Meet The Author.
Lis Bensley is a writer living in Santa Cruz, CA. She has worked as a journalist at The New York Times and The International Herald Tribune, when she lived in Paris and studied cooking at the Cordon Bleu. Subsequently she wrote The Women’s Health Cookbook. To entertain her children, she wrote The Adventures of Milo & Flea about the antics of their cat and dog. She is currently hoping to publish her novel The Glimpse and is working on sequels to the Milo and Flea story.
I’m a big fan of this author’s previous novels Into The Water and TheGirl on the Train. Incidentally, I didn’t like the latter’s film relocation to upstate New York, because I didn’t feel it had the necessary grit of the book’s London location and lost something in translation. I’ve been looking forward to her new novel and I spent the weekend on my chaise longue reading it with a bar of Green and Blacks Sea Salt. Pure bliss! The novel is set in London, on a stretch of the Regent’s Canal between Bethnal Green and Islington. We open with a body being found on one of the canals, the deceased is a young man his neighbour only knows as Daniel. When she boards his boat and finds his body covered in blood she knows she must ring the police. However, in typical Hawkins fashion, the author wishes to unsettle the reader and leave them unsure of who to trust. So, although his neighbour Miriam looks like a run of the mill, middle aged and overweight woman, used to being ignored, she does something unexpected. She notices a key next to the body, and as it doesn’t belong to the boat she picks it up and pockets it.
Our other characters are members of Daniel’s family, who live within walking distance of each other in this area. Daniel’s mother Angela is an alcoholic, in a very strained relationship with her only child until his death. Then there’s his Aunty Carla and Uncle Theo who live near the boat. Daniel appears to have a closer relationship with his Aunty Carla, than he did with his mother, but is it really what it seems? Miriam has noticed some odd comings and goings from the boat next door. This is a family with secrets, both old ones and current ones. Miriam noticed that the girl who works in the local launderette, Laura, was with Daniel on the night in question and they had a row. Laura could have killed him, but Miriam doesn’t think so. Then there’s Irene, an elderly lady who lives next door to Angela and has also noticed some strange behaviour next door too. She knows the family well although Angela has often been too distracted by her own life to form a friendship. Irene does have a soft spot for Laura who helps her out from time to time, by going shopping or running errands. Like Miriam, Irene is also wondering if everything is what it seems with this murder. Lonely people observe a lot and although the family won’t realise this, she’s in possession of a lot of information. Something seismic happened to this family years before, something that changed the lives of everyone involved. Might that have a bearing on their current loss? Could that be the small flame, burning slowly for many years, before erupting into life and destroying everything?
I absolutely fell in love with Laura. She has a disability that affects her mobility and, along with many other symptoms, she has problems keeping her temper. Her hot-headed temperament has led to a list of dealings with the police. This isn’t her normal character though, this rage seems to come from the accident she had as a child. She was knocked down by a car on a country road while riding her bike and broke her legs, as well as sustaining a head injury which has affected her ability to regulate her emotions. Further psychological trauma was caused when she found out the man who hit her, was not just driving along a country round, but driving quickly away from an illicit encounter. Who told him to drive away and why? Laura feels very betrayed and now when she feels threatened, or let down, that rage bubbles to the surface. She’s her own worst enemy, unable to stop her mouth running away with her, even with the police. She has a heart of gold, but very light fingers. She’s shown deftly whipping a tote bag from the hallway of Angela’s house, but in the next moment trying to help Irene when she can’t get out. I found myself rooting for her, probably because she’s an underdog, like Miriam. Miriam feels that because of her age, looks and influence she is completely invisible. She has been passed over in life so many times, it’s become the norm. However, there is one thing she is still angry about. She wrote a memoir several years ago and showed it to a writer; she believes he stole her story for his next book and she can’t let that go.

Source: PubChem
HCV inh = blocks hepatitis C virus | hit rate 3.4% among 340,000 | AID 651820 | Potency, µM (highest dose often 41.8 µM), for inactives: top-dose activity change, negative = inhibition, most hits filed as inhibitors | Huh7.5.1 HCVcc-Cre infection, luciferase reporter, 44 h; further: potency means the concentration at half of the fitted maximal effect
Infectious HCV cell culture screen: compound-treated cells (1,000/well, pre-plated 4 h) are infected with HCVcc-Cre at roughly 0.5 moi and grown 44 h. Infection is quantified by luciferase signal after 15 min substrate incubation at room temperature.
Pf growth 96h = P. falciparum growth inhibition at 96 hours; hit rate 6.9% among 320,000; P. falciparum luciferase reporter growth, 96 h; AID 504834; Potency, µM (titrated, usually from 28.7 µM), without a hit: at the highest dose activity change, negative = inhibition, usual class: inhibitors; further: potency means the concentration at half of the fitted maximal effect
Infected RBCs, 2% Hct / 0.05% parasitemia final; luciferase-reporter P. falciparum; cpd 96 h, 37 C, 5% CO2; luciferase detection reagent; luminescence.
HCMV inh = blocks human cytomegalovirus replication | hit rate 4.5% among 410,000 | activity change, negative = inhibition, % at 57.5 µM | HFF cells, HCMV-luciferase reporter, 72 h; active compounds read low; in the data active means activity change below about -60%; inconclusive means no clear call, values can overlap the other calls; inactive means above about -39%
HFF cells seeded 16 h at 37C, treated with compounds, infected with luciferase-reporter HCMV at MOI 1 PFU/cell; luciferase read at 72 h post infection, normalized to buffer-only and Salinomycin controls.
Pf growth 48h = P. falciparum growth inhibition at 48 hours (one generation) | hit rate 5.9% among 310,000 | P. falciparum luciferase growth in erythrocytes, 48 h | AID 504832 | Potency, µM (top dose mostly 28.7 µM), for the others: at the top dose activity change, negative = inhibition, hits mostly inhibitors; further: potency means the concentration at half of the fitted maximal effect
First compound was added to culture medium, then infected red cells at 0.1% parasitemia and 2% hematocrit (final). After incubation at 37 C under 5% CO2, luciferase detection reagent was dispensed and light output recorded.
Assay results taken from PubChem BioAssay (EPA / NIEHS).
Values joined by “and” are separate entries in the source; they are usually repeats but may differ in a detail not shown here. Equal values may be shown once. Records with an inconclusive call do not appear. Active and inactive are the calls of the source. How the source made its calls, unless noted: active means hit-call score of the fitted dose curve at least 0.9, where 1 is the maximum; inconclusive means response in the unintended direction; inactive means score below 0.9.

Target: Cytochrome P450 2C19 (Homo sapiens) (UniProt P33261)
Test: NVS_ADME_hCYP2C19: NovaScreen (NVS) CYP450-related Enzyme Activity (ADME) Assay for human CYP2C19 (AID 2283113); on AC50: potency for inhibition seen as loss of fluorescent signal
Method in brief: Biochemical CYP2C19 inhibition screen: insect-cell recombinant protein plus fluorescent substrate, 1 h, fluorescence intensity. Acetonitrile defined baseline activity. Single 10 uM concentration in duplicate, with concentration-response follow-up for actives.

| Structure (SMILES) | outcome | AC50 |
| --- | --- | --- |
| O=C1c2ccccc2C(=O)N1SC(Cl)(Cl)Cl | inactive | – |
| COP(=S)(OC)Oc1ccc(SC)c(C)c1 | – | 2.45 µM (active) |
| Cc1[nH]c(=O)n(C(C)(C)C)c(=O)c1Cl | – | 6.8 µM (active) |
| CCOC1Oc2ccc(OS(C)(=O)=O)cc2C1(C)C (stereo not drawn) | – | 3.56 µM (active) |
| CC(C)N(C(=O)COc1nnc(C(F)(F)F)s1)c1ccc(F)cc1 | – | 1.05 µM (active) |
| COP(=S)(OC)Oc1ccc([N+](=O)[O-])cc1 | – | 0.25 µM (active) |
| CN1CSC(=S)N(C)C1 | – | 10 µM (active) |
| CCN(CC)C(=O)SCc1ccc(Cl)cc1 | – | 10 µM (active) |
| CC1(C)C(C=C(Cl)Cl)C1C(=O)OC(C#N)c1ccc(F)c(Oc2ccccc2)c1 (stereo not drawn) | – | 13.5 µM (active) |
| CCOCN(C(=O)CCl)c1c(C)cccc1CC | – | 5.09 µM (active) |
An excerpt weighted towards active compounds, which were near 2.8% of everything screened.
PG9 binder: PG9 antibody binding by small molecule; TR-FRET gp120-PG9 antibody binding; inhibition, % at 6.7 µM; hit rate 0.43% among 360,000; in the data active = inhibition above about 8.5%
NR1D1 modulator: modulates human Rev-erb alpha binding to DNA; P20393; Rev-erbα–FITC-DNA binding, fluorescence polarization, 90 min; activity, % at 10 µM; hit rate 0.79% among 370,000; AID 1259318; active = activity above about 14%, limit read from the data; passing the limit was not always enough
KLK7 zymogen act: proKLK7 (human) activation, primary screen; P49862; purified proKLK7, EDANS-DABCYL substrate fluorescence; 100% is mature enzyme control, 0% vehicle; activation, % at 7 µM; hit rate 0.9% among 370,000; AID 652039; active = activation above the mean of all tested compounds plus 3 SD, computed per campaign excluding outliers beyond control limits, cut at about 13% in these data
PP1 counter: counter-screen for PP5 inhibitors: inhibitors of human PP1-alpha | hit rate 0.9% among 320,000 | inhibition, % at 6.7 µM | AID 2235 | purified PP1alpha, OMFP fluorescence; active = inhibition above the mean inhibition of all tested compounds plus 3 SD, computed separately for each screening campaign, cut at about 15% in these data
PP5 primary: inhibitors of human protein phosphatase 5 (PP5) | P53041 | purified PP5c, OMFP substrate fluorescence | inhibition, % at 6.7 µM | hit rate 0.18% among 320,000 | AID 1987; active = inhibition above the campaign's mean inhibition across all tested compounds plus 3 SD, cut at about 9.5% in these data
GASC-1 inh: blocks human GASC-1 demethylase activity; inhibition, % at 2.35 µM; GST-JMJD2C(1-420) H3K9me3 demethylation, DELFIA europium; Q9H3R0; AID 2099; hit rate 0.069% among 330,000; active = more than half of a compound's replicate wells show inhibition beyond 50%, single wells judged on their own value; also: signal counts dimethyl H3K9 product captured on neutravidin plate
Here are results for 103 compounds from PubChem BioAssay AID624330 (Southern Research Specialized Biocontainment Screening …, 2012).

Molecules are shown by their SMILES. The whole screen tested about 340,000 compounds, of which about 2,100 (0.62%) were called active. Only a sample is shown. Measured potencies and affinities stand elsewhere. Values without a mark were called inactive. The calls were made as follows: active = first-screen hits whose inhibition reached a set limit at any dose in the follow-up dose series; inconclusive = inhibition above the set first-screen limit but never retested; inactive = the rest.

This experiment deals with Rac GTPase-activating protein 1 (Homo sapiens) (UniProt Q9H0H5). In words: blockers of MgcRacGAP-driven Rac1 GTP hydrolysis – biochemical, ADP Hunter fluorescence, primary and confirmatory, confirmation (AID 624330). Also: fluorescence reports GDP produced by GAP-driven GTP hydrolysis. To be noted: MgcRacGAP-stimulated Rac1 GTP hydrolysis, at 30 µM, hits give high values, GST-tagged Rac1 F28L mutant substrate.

I love how the author writes her characters and how we learn a little bit different about them, depending on who they’re interacting with. They’re all interlinked in some way, and their relationships become more complex with time. As with her huge hit The Girl on the Train, the author plays with our perceptions and biases. She doesn’t just plump for one unreliable narrator, every character is flawed in some way and every character is misunderstood. We see that Miriam is not the stereotypical middle-aged woman others might think she is, as soon as she pockets that piece of evidence at the crime scene. Others take longer to unmask themselves, but when they do there’s something strangely satisfying about it. We even slip into the past to deepen our understanding of this complicated group of people, letting us into all their dirty little secrets, even those of our victim Daniel. When I’m counselling, something I’m aware of is that I’m only hearing one person’s perspective of an event. Sometimes, that’s all it needs, some good listening skills and letting the client hear it themselves. Yet, it is only one part of a much bigger story. Occasionally, I do get an inkling of what the other person in the story might have felt and I might ask ‘do you think your wife heard it like that or like this?’ If I say ‘if my partner did or said what you did, I might feel….’ it makes the client think and asks that they communicate more in their relationship. Sometimes the intention behind what we say becomes lost in the telling. That’s how it was reading this book, because we do hear nearly every perspective on an event, but also how each event or interaction affects the others. The tension rises and it was another late night as I had to keep reading to the end. Paula Hawkins has become one of those authors whose book I would pre-order unseen, knowing I’m going to enjoy it. In my eyes this book cements her position as the Duchess of Domestic Noir.